One interesting aspect of the site is that virtually all of the exercises a user sees are chosen by an algorithm that constantly evaluates a user’s abilities. The team is also constantly tweaking the algorithm based on the data it accumulates from Duolingo’s users.
The fact that Duolingo is completely free, says von Ahn, is one of the reasons why the site is growing so quickly. In past interviews, he also often noted that Duolingo users learn about as well as users who use Rosetta Stone, which is often unaffordable for users in developing countries. Von Ahn plans to expand the number of languages supported by the site to 20 or 30 over the next few years.
Right now, the focus of Duolingo is more on the language-learning aspects of the service than translations. Soon, however, users will be able to upload their own texts and have Duolingo’s users translate them. That’s also how the company plans to monetize its service, as it will charge users for these translations. Duolingo says the quality of these crowd-sourced translations is comparable to those of professional translators.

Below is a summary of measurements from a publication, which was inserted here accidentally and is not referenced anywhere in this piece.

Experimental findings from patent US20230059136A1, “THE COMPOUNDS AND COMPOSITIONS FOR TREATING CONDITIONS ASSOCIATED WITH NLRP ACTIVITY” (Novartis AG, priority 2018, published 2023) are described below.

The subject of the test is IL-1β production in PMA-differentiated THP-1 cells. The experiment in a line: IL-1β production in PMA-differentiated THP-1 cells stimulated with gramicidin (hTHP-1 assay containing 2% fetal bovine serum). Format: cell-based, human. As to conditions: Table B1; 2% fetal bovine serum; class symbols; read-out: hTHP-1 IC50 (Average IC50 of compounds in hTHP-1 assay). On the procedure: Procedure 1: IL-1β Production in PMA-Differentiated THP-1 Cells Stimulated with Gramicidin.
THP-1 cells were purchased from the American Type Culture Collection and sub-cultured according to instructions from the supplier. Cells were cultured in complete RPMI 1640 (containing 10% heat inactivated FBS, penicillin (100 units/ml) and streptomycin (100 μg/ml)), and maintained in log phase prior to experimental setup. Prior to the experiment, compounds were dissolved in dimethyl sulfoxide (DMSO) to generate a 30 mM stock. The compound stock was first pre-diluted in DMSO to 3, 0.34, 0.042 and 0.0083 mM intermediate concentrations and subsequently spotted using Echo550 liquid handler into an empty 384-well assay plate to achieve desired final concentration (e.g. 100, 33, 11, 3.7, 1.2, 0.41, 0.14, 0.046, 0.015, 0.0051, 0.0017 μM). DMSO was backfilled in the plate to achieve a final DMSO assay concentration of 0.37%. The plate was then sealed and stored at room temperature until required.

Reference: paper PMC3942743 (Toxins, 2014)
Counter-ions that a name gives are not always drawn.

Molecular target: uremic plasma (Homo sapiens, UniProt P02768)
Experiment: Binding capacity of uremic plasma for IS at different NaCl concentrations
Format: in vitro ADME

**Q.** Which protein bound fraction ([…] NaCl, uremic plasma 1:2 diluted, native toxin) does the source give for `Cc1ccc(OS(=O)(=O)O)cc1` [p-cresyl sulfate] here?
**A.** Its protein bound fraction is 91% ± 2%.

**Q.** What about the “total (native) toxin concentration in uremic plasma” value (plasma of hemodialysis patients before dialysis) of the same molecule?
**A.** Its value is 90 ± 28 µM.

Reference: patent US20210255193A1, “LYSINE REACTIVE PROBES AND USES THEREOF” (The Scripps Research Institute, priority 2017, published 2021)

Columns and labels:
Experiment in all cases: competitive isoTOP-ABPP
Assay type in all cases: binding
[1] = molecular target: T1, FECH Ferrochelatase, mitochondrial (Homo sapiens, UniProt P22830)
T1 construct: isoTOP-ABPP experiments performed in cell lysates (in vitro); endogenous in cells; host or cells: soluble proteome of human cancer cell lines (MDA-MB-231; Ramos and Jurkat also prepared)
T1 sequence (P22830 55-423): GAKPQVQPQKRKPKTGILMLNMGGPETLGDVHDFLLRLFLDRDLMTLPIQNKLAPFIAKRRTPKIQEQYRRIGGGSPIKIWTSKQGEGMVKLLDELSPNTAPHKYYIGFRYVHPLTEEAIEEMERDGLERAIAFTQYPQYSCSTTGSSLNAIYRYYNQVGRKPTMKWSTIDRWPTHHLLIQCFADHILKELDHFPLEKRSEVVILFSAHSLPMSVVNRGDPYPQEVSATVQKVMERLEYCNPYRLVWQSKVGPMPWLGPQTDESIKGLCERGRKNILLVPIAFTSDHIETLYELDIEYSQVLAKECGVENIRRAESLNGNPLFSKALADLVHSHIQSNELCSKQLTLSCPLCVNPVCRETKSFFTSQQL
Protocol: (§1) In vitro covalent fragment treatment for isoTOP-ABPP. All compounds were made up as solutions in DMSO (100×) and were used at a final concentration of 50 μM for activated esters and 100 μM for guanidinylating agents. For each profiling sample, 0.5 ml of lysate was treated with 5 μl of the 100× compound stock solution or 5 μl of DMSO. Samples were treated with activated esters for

Article courtesy of Tech Crunch
Monday, September 17, 2012
Duolingo receives $15 million round of funding
Duolingo, an Oakland-based startup founded by Carnegie Mellon University assistant professor of computer science Luis Von Ahn, has raised $15 million in Series B funding from New Enterprise Associates and Union Square Ventures. The funds will go toward hiring and promoting the service internationally.
Duolingo is a free language learning service that uses participants' answers to translate Web pages. Since the service was officially launched in June, it has grown to 250,000 users and now offers English, Spanish, French, German and Portugese language lessons. Later this year, the company will offer lessons in Italian and Chinese. It also plans to release an iPhone app.
Harry Weller, general partner with New Enterprise, said the organization is encouraged by what Duolingo has accomplished so far and he has high expectations for the future.
"Duolingo's founders have fused a very ambitious mission -- making the Web accessible to everyone -- with an elegantly architected solution that simultaneously fuels worldwide language learning and targets a massive $30 billion language translation market. We view this as an opportunity to partner with an exceptional founding team in a space we're very excited about," he said in the release.
Article courtesy of Pittsburgh Post-Gazette
Friday, September 7, 2012
CMU startup adds robotics to water
On a recent, hot Friday afternoon members of the Platypus team were gathered around a pond in Schenley Park below the Carnegie Mellon University testing their technology.